Tuesday, August 20, 2013

The Box I Got vs The Box I Want Part 3

During the first two posts in my set about my Ginter box break I have shared my box topper, followed by a trade, and my relics cards, also followed by a trade.  There was also that Rollins autograph.  For the third installment of posts on my Ginter box I will focus on the base set.  This year's set is 350 cards deep and features 300 regular cards and 50 short prints.  The final 50 cards in this year's set are the short prints.  

Unfortunately it is mathematically impossible to complete a set by ripping a single box of a product and often when it is possible, collation usually prevents it from happening.  Ginter boxes are actually quite well collated with few dupes, but collectors attempting to put together a complete set are left with something of a challenge.  I assembled my complete set, including the short prints, in just over a week through a few trades and by purchasing up a few lots of cards on Ebay. 

Here's my quick take on the base set:

2013 Topps Allen & Ginter Evan Longoria 

Allen & Ginter has become an annual release from Topps and I would venture to say that it is probably one of the more anticipated products every year.  While I do not have the sales numbers to prove the products popularity, it is often hard to find boxes of this product on Internet Card Stores, such as Atlanta Sports Cards, after the first few days.  There are still boxes floating around on Ebay, but they dry up within a few weeks too.  The base cards of the Ginter set are always on a white background and feature some sort of border inspired by some of the original Ginter cards.  

I always think of the base set in three parts: current baseball players, vintage baseball players, and pop culture cards.  The Longoria pictured above is one of my favorite current players in this years set.  I like the horizontal card design, most are vertical, on this card and like the picture of Longoria's follow through.  I would say that sixty percent of the set is made up of current baseball players.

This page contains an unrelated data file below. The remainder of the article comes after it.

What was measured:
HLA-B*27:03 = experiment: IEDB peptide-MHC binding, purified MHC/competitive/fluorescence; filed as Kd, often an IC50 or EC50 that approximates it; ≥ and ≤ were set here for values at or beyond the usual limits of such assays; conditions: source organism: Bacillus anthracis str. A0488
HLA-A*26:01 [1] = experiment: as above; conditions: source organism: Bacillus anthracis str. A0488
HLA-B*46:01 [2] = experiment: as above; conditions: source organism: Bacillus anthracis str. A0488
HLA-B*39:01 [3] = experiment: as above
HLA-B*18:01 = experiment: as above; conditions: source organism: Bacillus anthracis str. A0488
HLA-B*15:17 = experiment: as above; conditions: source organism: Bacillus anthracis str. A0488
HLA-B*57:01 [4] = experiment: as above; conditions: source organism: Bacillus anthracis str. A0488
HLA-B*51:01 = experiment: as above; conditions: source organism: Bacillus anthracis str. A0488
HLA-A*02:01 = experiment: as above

2013 Topps Allen & Ginter Willie Stargell

The other forty percent of the set is composed equally of the pop culture cards and vintage baseball players cards.  The vintage players are pretty cool, but Topps can be a little bit repetitive with the older players they include in some of their sets.  Why is there always a Wally Joyner (Wally Joyner 117 OPS+, Ray Lankford OPS+ 123.  More Lankford)?  I like looking at the pictures on the vintage cards and often like looking at the different unis on the vintage player's cards.  This year I really like this Willie Stargell card with the yellow Pirates helmet and the black pinstriped polyester uniform.  The are plenty of other good ones in this year's set. 

2013 Topps Allen & Ginter Nik Wallenda

The final segment of the set is the pop culture segment.  The original Allen & Ginter cards were actually filled with all sorts of cards like these.  The pop culture segment can also include, besides people, places, events, and objects.  I always thought of the original Ginter cards as being really informational.  This year's set is mainly filled with people, but also has a fair number of places mixed into the set too.  I am going to post a little more about the non-sport cards in the Ginter sets this weekend.  

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